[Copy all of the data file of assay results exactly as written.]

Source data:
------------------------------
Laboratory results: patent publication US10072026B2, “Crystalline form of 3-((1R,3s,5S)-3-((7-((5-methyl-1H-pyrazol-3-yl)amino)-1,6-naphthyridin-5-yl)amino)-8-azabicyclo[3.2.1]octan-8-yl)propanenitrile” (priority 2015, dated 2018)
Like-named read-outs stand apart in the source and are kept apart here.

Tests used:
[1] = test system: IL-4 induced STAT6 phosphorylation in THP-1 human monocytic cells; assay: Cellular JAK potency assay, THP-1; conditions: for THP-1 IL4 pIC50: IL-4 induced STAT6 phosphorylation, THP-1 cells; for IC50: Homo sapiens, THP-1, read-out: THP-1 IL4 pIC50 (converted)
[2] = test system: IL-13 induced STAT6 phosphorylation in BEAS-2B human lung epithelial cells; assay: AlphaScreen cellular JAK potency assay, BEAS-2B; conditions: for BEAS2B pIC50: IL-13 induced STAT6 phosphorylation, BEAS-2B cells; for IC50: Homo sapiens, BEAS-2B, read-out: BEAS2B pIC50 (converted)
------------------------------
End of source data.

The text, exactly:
Laboratory results: patent publication US10072026B2, “Crystalline form of 3-((1R,3s,5S)-3-((7-((5-methyl-1H-pyrazol-3-yl)amino)-1,6-naphthyridin-5-yl)amino)-8-azabicyclo[3.2.1]octan-8-yl)propanenitrile” (priority 2015, dated 2018)
Like-named read-outs stand apart in the source and are kept apart here.

Tests used:
[1] = test system: IL-4 induced STAT6 phosphorylation in THP-1 human monocytic cells; assay: Cellular JAK potency assay, THP-1; conditions: for THP-1 IL4 pIC50: IL-4 induced STAT6 phosphorylation, THP-1 cells; for IC50: Homo sapiens, THP-1, read-out: THP-1 IL4 pIC50 (converted)
[2] = test system: IL-13 induced STAT6 phosphorylation in BEAS-2B human lung epithelial cells; assay: AlphaScreen cellular JAK potency assay, BEAS-2B; conditions: for BEAS2B pIC50: IL-13 induced STAT6 phosphorylation, BEAS-2B cells; for IC50: Homo sapiens, BEAS-2B, read-out: BEAS2B pIC50 (converted)